Security researchers have discovered that data belonging to customers of online marketplace Gumtree may have been leaked through the site's HTML code.
User data such as GPS location, full names, email addresses, and postcodes of users and sellers, could all be accessed through the site's publicly accessible site code, according to researchers from Pen Test Partners.
Simply opening up the HTML code of the website using a tool like Google Chrome's 'inspect element' was all that was required to view the information in question.
Pen Test Partners said the site "was super leaky" and that every listing on Gumtree would include the seller's postcode or GPS coordinates, even if the seller requested their location to be hidden.
Gumtree's website operates on a first name basis - users and sellers only ever see each other's first names and use a private messaging service built into the site for communication, avoiding emails.
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But email addresses were visible in the HTML code and user surnames could also be viewed by exploiting an insecure direct object references (IDOR) vulnerability. The vulnerability was found in an API used exclusively for iOS users, Pen Test Partners said, and one of its endpoints was vulnerable to a simple unauthenticated IDOR attack.
IDOR attacks can be carried out in a number of ways, but commonly attackers can cross-reference account IDs with a website's backend database and pull personal information using it. They can then modify the ID to pull data from other user accounts too.
Before publicly disclosing the leak this week, Pen Test Partners attempted to alert Gumtree via its third-party bug bounty programme. Run by Netherlands-based Zerocopter, the bug bounty programme required researchers to sign a non-disclosure agreement (NDA) as part of the submission, something the researchers were reluctant to do. Instead, they decided to alert Gumtree directly through its customer service team.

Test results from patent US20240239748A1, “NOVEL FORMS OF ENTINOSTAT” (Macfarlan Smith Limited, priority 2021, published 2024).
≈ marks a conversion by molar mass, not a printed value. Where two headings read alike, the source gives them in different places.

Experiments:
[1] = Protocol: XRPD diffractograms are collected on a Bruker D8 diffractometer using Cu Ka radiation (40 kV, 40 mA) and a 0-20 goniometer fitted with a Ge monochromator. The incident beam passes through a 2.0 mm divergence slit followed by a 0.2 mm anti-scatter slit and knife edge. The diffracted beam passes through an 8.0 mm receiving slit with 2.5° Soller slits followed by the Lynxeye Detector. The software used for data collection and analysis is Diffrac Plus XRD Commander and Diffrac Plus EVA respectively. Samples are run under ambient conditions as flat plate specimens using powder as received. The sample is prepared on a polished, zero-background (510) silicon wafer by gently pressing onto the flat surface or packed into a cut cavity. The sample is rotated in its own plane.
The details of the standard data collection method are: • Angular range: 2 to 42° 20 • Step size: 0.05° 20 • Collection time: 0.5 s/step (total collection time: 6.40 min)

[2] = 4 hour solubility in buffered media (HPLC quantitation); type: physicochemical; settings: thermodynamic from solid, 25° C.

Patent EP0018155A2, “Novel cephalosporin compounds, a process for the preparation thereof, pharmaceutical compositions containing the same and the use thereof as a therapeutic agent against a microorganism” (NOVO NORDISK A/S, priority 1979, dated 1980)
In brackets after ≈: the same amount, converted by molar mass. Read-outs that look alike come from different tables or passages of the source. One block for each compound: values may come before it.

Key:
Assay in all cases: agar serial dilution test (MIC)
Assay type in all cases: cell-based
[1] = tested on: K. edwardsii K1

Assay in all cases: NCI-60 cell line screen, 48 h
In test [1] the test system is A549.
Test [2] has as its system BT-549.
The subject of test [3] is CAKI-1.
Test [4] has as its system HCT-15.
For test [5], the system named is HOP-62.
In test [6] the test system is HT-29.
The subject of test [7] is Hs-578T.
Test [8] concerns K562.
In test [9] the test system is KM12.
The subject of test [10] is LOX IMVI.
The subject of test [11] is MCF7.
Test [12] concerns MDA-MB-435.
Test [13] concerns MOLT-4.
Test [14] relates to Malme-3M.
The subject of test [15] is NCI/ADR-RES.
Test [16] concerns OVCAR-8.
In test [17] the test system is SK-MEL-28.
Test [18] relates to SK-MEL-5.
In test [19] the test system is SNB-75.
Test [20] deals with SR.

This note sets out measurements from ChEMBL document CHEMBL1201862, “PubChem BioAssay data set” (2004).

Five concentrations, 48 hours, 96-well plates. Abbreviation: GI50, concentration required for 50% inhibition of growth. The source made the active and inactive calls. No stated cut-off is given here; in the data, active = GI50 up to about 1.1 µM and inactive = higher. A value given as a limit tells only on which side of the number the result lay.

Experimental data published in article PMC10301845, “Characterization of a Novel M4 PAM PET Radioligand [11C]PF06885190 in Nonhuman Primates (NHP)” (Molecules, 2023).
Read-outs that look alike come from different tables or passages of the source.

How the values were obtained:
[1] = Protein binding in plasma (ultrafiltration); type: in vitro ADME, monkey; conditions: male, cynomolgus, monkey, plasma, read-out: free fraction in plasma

Gumtree has since fixed the issues causing the information leak and said it self-reported to the Information Commissioner's Office (ICO).
"People have the right to expect that organisations will handle their personal information securely and responsibly," said an ICO spokesperson to IT Pro. "If an individual has concerns about how their data has been handled, they should raise it with the organisation first, then report them to us if they are not satisfied with the response.
"Gumtree made us aware of an incident. After carefully reviewing the information, we decided no formal action was required and we provided data protection advice to the organisation."
Gumtree told IT Pro it remediated the issues raised by Pen Test Partners "within hours" of being made aware of them and all issues with the website, both with the iOS API and other backend code are fully resolved.
"In response to these issues, we reported the incident to the Information Commissioner’s Office (ICO) outlining our actions already taken, and planned, to monitor the issue," it said.
"These included fixing the vulnerabilities, updating our safety messaging on site and mitigating against future issues. We did not notify our users and are confident that our response to the reported issues was timely, appropriate and proportionate. We have communicated proactively with the regulator as these issues came to light and as we were taking remedial actions. We will take any appropriate further action should that be required."
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Connor Jones has been at the forefront of global cyber security news coverage for the past few years, breaking developments on major stories such as LockBit’s ransomware attack on Royal Mail International, and many others. He has also made sporadic appearances on the ITPro Podcast discussing topics from home desk setups all the way to hacking systems using prosthetic limbs. He has a master’s degree in Magazine Journalism from the University of Sheffield, and has previously written for the likes of Red Bull Esports and UNILAD tech during his career that started in 2015.